Smallholder farmers across the country are being trained on smart agriculture practices to cushion them against the effects of climate change.
High temperatures and erratic rainfall patterns have exposed over a million families who depend on rain-fed agriculture to food shortages. This was the centre of discussion at the Zimbabwe Farmers Union Congress (ZFUC) a platform that farmers utilise to exchange ideas and identify opportunities in farming, which was held in Masvingo last Thursday which proffered various solutions to cushion farmers from the heavy toll of climate change.
Masvingo Minister of State for provincial affairs, Ezra Chadzamira, commended the knowledge and skills transfer being carried out by the farmers union and other supporting organisations.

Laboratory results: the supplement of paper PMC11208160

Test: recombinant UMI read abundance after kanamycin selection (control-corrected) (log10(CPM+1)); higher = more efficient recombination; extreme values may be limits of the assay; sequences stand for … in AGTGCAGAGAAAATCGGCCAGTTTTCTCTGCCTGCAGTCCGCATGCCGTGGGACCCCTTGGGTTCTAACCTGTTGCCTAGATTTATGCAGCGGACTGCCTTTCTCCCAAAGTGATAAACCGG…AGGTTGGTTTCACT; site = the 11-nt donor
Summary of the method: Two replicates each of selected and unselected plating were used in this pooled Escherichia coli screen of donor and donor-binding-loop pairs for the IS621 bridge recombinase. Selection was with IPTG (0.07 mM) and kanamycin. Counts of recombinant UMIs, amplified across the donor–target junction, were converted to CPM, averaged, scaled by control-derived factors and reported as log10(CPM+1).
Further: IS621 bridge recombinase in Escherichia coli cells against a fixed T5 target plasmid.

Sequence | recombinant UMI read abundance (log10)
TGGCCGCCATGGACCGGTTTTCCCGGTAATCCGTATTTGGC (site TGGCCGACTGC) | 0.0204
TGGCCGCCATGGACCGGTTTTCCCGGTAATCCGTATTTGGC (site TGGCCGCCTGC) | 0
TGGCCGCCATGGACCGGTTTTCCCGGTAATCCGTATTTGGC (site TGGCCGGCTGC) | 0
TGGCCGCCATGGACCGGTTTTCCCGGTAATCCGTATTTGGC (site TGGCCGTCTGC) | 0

“We are happy that such organisations are helping government in intensifying farmer training on best farming and climate-friendly practices to ensure increased production in the country,” minister Chidzamira said.
This comes at a time when government has announced a shift towards smart agriculture, a concept supported by the Zimbabwe Farmers Union Executive Director, Paul Zakaria.
Agronomists who were present at the event advised farmers to be equipped with inputs and the necessary tools.
“Masvingo province is unique on climate hence proper inputs and supporting infrastructure are key elements to support production,” said agronomist Tawanda Mangisi
“New seed varieties are being developed particularly on small grains and soya which farmers can utilise to protect themselves from losses that usually occur through the maize crop when it is affected by drought,” said another agronomist Moses Kudanga.
Farmers who attended the Congress appreciated the training on smart agriculture practices.
The Zimbabwe Farmers Union Congress is a platform which farmers utilise to exchange ideas and identify opportunities in farming.